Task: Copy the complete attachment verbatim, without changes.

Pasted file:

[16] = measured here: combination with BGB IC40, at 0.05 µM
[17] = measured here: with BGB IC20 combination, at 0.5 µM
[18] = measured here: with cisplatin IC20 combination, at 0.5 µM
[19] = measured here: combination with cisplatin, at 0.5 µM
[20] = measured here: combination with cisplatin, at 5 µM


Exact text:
[16] = measured here: combination with BGB IC40, at 0.05 µM
[17] = measured here: with BGB IC20 combination, at 0.5 µM
[18] = measured here: with cisplatin IC20 combination, at 0.5 µM
[19] = measured here: combination with cisplatin, at 0.5 µM
[20] = measured here: combination with cisplatin, at 5 µM